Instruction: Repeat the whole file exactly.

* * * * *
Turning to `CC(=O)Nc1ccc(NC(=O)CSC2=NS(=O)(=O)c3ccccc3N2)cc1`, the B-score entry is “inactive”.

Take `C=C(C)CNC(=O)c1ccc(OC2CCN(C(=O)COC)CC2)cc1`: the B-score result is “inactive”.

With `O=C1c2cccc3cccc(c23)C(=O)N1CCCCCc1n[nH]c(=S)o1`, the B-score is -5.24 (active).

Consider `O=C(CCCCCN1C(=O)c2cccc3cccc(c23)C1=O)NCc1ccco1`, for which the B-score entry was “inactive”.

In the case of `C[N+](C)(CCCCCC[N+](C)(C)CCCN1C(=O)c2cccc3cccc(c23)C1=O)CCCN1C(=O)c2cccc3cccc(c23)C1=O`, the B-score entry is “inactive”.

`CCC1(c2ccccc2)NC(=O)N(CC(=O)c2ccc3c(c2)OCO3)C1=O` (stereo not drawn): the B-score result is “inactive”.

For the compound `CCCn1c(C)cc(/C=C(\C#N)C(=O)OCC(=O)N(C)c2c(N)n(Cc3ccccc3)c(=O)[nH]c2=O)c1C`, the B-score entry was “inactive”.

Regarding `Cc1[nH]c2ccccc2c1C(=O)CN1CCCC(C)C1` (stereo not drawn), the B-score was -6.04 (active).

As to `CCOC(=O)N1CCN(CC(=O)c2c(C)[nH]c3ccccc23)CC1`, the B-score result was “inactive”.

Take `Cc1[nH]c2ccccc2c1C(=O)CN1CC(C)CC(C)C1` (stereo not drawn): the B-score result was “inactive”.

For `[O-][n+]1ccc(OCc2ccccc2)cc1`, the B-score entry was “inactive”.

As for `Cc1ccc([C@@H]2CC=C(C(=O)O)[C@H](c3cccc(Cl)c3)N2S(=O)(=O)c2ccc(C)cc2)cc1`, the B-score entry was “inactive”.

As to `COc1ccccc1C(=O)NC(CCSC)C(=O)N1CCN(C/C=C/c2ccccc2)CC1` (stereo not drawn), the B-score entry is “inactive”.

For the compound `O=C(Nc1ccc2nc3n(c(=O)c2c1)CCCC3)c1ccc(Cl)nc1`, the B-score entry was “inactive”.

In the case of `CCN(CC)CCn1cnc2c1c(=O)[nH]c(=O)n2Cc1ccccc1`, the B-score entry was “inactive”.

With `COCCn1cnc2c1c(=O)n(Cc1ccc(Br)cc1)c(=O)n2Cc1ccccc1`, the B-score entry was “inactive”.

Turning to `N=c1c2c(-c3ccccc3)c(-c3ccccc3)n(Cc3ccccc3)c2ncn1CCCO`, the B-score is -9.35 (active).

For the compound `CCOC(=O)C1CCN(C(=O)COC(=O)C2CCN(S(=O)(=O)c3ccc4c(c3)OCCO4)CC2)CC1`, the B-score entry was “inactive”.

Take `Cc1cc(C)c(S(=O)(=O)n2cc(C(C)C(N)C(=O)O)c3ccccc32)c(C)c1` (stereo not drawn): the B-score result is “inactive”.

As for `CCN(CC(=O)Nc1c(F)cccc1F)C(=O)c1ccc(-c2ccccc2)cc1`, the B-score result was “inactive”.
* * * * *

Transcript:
Turning to `CC(=O)Nc1ccc(NC(=O)CSC2=NS(=O)(=O)c3ccccc3N2)cc1`, the B-score entry is “inactive”.

Take `C=C(C)CNC(=O)c1ccc(OC2CCN(C(=O)COC)CC2)cc1`: the B-score result is “inactive”.

With `O=C1c2cccc3cccc(c23)C(=O)N1CCCCCc1n[nH]c(=S)o1`, the B-score is -5.24 (active).

Consider `O=C(CCCCCN1C(=O)c2cccc3cccc(c23)C1=O)NCc1ccco1`, for which the B-score entry was “inactive”.

In the case of `C[N+](C)(CCCCCC[N+](C)(C)CCCN1C(=O)c2cccc3cccc(c23)C1=O)CCCN1C(=O)c2cccc3cccc(c23)C1=O`, the B-score entry is “inactive”.

`CCC1(c2ccccc2)NC(=O)N(CC(=O)c2ccc3c(c2)OCO3)C1=O` (stereo not drawn): the B-score result is “inactive”.

For the compound `CCCn1c(C)cc(/C=C(\C#N)C(=O)OCC(=O)N(C)c2c(N)n(Cc3ccccc3)c(=O)[nH]c2=O)c1C`, the B-score entry was “inactive”.

Regarding `Cc1[nH]c2ccccc2c1C(=O)CN1CCCC(C)C1` (stereo not drawn), the B-score was -6.04 (active).

As to `CCOC(=O)N1CCN(CC(=O)c2c(C)[nH]c3ccccc23)CC1`, the B-score result was “inactive”.

Take `Cc1[nH]c2ccccc2c1C(=O)CN1CC(C)CC(C)C1` (stereo not drawn): the B-score result was “inactive”.

For `[O-][n+]1ccc(OCc2ccccc2)cc1`, the B-score entry was “inactive”.

As for `Cc1ccc([C@@H]2CC=C(C(=O)O)[C@H](c3cccc(Cl)c3)N2S(=O)(=O)c2ccc(C)cc2)cc1`, the B-score entry was “inactive”.

As to `COc1ccccc1C(=O)NC(CCSC)C(=O)N1CCN(C/C=C/c2ccccc2)CC1` (stereo not drawn), the B-score entry is “inactive”.

For the compound `O=C(Nc1ccc2nc3n(c(=O)c2c1)CCCC3)c1ccc(Cl)nc1`, the B-score entry was “inactive”.

In the case of `CCN(CC)CCn1cnc2c1c(=O)[nH]c(=O)n2Cc1ccccc1`, the B-score entry was “inactive”.

With `COCCn1cnc2c1c(=O)n(Cc1ccc(Br)cc1)c(=O)n2Cc1ccccc1`, the B-score entry was “inactive”.

Turning to `N=c1c2c(-c3ccccc3)c(-c3ccccc3)n(Cc3ccccc3)c2ncn1CCCO`, the B-score is -9.35 (active).

For the compound `CCOC(=O)C1CCN(C(=O)COC(=O)C2CCN(S(=O)(=O)c3ccc4c(c3)OCCO4)CC2)CC1`, the B-score entry was “inactive”.

Take `Cc1cc(C)c(S(=O)(=O)n2cc(C(C)C(N)C(=O)O)c3ccccc32)c(C)c1` (stereo not drawn): the B-score result is “inactive”.

As for `CCN(CC(=O)Nc1c(F)cccc1F)C(=O)c1ccc(-c2ccccc2)cc1`, the B-score result was “inactive”.